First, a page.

sure wish I had been there with them. They fished, hunted and trapped on

the river and courted the girls. What we in this day and time would call dating. At the time Uncle Con was telling me all of this he was in his seventies and unmarried.  He said, that the reason he never married was that Milla choose Booty over him and he was still in love with her. He said that Booty was very handsome and that he was just an average looking river rat, and that was why Milla choose Booty. Moma denied all of this when I confronted her with all of this juicy gossip.


I not only learned about the world as it was back in the olden days, but also how oxen were used to snake the cut timber out of the swamps of Washington and Choctaw counties. James used only teams of oxen and no machinery for this job, due to the fact that they could get around in the woods better. I witnessed, first hand, the old time art of bargaining and trading by a past master. I would stand for hours while James would trade for a heifer, etc. and the object of the trade would never be mentioned. I am still amazed, to this day, at the results skilled trading achieved. Jim Bush and I tried to follow Booty and Uncle Con’s luck with the girls. All we had for transportation was a beat up Ford pick-up, and when one tries to double date in a pick-up, that calls for real finesse. Had a great time with my county cousins, but the war came along shortly after and the experience was never repeated. There was another suitor who never gave up, and that was Franklin “Tanny” Buchanan Scnrlock, who came to Birmingham in 1931 to ask Milla for her hand in marriage. She turned him down because Booty was waiting for her in the hall of mirrors. In fact, I think he may have been the very first one to ask her to marry. He built the first hotel in Gilbertown, Al after he learned the railroad was coming to town.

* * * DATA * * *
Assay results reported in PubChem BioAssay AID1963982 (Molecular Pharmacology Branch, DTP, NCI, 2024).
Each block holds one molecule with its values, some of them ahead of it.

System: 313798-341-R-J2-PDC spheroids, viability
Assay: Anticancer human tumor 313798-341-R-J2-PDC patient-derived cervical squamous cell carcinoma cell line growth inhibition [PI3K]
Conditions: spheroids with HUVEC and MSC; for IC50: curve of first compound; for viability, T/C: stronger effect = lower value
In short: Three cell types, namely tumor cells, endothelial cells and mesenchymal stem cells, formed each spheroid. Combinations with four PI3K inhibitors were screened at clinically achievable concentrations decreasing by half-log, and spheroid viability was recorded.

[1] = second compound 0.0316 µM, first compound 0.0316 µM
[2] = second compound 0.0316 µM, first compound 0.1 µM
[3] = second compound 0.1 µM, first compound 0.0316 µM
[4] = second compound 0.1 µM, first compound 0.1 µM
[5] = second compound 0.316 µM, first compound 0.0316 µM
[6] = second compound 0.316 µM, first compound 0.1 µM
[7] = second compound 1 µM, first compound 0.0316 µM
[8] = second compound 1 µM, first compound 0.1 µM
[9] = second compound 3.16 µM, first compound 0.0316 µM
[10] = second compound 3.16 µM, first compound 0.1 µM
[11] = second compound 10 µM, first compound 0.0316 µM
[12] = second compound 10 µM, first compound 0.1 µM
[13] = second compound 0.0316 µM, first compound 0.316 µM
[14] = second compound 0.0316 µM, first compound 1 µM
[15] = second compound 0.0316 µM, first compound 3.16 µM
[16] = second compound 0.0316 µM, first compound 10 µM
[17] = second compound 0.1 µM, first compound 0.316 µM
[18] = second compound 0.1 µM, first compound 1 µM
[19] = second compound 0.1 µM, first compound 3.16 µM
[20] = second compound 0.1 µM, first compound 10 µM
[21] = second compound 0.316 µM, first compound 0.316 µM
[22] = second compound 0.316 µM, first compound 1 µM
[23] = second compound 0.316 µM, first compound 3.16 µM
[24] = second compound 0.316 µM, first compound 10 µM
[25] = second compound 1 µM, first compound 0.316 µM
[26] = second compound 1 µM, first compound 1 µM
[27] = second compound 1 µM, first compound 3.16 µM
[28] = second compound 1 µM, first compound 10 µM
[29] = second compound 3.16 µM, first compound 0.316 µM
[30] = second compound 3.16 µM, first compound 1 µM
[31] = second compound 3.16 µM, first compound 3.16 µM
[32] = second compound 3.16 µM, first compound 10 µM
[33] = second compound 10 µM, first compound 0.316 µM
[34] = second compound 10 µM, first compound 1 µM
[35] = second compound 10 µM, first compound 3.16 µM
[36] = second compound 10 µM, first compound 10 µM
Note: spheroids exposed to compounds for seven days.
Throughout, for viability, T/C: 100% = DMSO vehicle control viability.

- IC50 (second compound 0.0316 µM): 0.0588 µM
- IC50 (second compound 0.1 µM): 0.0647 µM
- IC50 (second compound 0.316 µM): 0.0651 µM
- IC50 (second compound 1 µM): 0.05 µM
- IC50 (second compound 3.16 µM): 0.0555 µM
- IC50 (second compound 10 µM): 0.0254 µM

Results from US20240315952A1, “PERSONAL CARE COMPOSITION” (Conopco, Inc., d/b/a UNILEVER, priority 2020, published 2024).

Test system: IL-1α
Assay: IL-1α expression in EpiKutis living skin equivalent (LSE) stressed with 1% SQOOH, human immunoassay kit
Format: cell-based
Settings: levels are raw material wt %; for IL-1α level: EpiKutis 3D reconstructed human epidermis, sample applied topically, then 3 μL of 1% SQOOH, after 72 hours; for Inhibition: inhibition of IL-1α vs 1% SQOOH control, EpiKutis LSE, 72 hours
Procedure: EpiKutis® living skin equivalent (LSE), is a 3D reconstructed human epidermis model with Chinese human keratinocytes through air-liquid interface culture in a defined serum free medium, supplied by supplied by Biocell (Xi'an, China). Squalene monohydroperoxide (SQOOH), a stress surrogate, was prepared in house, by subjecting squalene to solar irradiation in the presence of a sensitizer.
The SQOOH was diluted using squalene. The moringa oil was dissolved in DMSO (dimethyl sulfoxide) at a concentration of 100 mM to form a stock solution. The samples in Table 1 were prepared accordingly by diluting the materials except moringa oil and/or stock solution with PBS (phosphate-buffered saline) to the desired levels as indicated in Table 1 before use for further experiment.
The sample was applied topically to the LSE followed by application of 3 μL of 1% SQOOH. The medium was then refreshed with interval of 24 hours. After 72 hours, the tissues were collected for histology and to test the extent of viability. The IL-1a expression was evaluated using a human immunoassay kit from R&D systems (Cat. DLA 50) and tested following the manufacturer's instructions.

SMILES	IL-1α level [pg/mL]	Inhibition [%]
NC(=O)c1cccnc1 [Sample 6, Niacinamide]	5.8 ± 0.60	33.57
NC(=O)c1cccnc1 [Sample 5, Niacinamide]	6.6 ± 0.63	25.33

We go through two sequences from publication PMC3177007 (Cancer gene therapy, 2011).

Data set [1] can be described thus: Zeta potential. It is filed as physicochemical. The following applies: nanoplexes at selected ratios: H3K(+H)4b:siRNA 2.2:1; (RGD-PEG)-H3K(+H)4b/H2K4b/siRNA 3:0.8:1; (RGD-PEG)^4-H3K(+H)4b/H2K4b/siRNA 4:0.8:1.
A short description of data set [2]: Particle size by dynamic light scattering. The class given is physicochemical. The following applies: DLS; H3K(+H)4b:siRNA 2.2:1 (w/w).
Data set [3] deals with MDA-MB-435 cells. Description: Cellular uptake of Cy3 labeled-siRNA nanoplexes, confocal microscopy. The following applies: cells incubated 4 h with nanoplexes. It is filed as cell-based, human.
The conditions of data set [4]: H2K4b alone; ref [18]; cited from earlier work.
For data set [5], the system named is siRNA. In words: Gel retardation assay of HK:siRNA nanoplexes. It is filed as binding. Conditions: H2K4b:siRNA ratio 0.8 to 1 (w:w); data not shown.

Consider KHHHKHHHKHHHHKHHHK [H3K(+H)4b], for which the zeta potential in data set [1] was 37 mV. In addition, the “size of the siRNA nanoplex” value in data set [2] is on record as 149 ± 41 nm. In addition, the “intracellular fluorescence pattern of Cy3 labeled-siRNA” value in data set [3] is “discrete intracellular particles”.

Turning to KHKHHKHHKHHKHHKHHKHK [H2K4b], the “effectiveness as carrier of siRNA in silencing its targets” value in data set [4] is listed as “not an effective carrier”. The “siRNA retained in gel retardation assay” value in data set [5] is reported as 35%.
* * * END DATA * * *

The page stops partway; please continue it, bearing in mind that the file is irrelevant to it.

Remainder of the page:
Camilla and Beauregard were married February 2, 1891 and lived in Ararat until Booty died in August 1901. There were five children, the last being born just months before his death. After his death she moved to Mobile and became a Registered Nurse in order to support her family. The children were placed in the Sisters of Mercy Convent and educated. Mama moved to Birmingham where they all eventually followed. This was the period just prior to WWI..